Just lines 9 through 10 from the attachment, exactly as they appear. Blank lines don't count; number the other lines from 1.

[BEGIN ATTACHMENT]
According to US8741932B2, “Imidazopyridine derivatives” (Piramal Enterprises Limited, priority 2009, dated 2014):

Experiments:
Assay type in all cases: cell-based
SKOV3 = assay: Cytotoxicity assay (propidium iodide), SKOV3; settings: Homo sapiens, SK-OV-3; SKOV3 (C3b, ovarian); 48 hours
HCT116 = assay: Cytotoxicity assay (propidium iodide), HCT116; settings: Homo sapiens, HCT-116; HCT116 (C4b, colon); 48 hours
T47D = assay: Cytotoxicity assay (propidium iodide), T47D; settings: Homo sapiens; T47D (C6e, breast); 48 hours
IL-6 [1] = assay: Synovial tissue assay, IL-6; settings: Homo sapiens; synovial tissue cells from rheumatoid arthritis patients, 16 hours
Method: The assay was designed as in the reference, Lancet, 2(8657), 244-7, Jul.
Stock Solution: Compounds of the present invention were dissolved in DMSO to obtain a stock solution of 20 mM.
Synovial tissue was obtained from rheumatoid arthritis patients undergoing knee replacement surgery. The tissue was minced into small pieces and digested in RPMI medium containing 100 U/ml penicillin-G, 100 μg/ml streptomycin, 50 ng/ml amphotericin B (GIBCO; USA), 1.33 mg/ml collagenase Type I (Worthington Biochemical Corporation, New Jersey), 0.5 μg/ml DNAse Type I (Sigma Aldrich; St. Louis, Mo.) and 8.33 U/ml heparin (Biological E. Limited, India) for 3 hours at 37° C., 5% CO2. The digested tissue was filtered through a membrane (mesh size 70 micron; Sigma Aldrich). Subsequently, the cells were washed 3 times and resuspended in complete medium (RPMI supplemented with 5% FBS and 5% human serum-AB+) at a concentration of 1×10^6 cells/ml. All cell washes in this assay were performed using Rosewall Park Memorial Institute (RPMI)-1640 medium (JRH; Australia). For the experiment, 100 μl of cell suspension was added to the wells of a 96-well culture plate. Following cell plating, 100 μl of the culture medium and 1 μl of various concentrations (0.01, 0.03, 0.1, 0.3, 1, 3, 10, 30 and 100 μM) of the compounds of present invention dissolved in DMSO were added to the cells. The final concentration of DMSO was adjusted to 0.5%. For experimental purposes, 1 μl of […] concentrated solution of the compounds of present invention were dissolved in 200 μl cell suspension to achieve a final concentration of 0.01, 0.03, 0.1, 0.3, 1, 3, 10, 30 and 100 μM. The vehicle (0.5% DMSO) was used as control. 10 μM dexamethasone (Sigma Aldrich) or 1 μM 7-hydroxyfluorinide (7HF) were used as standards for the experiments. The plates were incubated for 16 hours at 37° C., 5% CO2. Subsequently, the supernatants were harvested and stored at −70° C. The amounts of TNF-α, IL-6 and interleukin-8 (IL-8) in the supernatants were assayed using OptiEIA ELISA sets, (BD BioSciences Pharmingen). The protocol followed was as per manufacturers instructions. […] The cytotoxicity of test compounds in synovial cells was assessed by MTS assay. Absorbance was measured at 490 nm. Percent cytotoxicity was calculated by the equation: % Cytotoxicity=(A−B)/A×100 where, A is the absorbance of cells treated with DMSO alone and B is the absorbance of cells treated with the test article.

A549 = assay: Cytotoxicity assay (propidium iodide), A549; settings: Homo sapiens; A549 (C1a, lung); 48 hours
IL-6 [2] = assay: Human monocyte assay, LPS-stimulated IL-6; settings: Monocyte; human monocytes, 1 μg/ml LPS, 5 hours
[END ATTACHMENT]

Stock Solution: Compounds of the present invention were dissolved in DMSO to obtain a stock solution of 20 mM.
Synovial tissue was obtained from rheumatoid arthritis patients undergoing knee replacement surgery. The tissue was minced into small pieces and digested in RPMI medium containing 100 U/ml penicillin-G, 100 μg/ml streptomycin, 50 ng/ml amphotericin B (GIBCO; USA), 1.33 mg/ml collagenase Type I (Worthington Biochemical Corporation, New Jersey), 0.5 μg/ml DNAse Type I (Sigma Aldrich; St. Louis, Mo.) and 8.33 U/ml heparin (Biological E. Limited, India) for 3 hours at 37° C., 5% CO2. The digested tissue was filtered through a membrane (mesh size 70 micron; Sigma Aldrich). Subsequently, the cells were washed 3 times and resuspended in complete medium (RPMI supplemented with 5% FBS and 5% human serum-AB+) at a concentration of 1×10^6 cells/ml. All cell washes in this assay were performed using Rosewall Park Memorial Institute (RPMI)-1640 medium (JRH; Australia). For the experiment, 100 μl of cell suspension was added to the wells of a 96-well culture plate. Following cell plating, 100 μl of the culture medium and 1 μl of various concentrations (0.01, 0.03, 0.1, 0.3, 1, 3, 10, 30 and 100 μM) of the compounds of present invention dissolved in DMSO were added to the cells. The final concentration of DMSO was adjusted to 0.5%. For experimental purposes, 1 μl of […] concentrated solution of the compounds of present invention were dissolved in 200 μl cell suspension to achieve a final concentration of 0.01, 0.03, 0.1, 0.3, 1, 3, 10, 30 and 100 μM. The vehicle (0.5% DMSO) was used as control. 10 μM dexamethasone (Sigma Aldrich) or 1 μM 7-hydroxyfluorinide (7HF) were used as standards for the experiments. The plates were incubated for 16 hours at 37° C., 5% CO2. Subsequently, the supernatants were harvested and stored at −70° C. The amounts of TNF-α, IL-6 and interleukin-8 (IL-8) in the supernatants were assayed using OptiEIA ELISA sets, (BD BioSciences Pharmingen). The protocol followed was as per manufacturers instructions. […] The cytotoxicity of test compounds in synovial cells was assessed by MTS assay. Absorbance was measured at 490 nm. Percent cytotoxicity was calculated by the equation: % Cytotoxicity=(A−B)/A×100 where, A is the absorbance of cells treated with DMSO alone and B is the absorbance of cells treated with the test article.